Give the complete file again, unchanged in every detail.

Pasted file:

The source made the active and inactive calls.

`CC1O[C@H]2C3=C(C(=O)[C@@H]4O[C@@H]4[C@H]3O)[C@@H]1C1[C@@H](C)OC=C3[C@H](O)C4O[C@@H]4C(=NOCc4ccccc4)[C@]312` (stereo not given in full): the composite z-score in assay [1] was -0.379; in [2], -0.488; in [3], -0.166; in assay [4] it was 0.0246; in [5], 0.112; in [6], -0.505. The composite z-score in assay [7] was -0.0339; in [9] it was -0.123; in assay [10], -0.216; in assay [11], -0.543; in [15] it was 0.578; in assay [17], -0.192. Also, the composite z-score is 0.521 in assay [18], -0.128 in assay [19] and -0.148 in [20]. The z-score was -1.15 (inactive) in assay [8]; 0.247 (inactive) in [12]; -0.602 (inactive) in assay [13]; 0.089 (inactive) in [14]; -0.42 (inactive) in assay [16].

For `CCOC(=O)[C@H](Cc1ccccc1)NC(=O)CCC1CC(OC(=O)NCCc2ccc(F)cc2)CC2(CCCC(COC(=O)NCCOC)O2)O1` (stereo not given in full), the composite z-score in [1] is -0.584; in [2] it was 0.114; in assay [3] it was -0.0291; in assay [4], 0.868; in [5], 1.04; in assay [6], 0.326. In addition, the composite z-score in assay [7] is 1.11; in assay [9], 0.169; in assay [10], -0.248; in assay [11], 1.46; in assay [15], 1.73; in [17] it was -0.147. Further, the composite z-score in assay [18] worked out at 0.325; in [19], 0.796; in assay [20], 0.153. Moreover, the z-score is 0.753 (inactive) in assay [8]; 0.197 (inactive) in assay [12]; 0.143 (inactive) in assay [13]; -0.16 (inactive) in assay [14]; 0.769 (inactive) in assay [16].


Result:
The source made the active and inactive calls.

`CC1O[C@H]2C3=C(C(=O)[C@@H]4O[C@@H]4[C@H]3O)[C@@H]1C1[C@@H](C)OC=C3[C@H](O)C4O[C@@H]4C(=NOCc4ccccc4)[C@]312` (stereo not given in full): the composite z-score in assay [1] was -0.379; in [2], -0.488; in [3], -0.166; in assay [4] it was 0.0246; in [5], 0.112; in [6], -0.505. The composite z-score in assay [7] was -0.0339; in [9] it was -0.123; in assay [10], -0.216; in assay [11], -0.543; in [15] it was 0.578; in assay [17], -0.192. Also, the composite z-score is 0.521 in assay [18], -0.128 in assay [19] and -0.148 in [20]. The z-score was -1.15 (inactive) in assay [8]; 0.247 (inactive) in [12]; -0.602 (inactive) in assay [13]; 0.089 (inactive) in [14]; -0.42 (inactive) in assay [16].

For `CCOC(=O)[C@H](Cc1ccccc1)NC(=O)CCC1CC(OC(=O)NCCc2ccc(F)cc2)CC2(CCCC(COC(=O)NCCOC)O2)O1` (stereo not given in full), the composite z-score in [1] is -0.584; in [2] it was 0.114; in assay [3] it was -0.0291; in assay [4], 0.868; in [5], 1.04; in assay [6], 0.326. In addition, the composite z-score in assay [7] is 1.11; in assay [9], 0.169; in assay [10], -0.248; in assay [11], 1.46; in assay [15], 1.73; in [17] it was -0.147. Further, the composite z-score in assay [18] worked out at 0.325; in [19], 0.796; in assay [20], 0.153. Moreover, the z-score is 0.753 (inactive) in assay [8]; 0.197 (inactive) in assay [12]; 0.143 (inactive) in assay [13]; -0.16 (inactive) in assay [14]; 0.769 (inactive) in assay [16].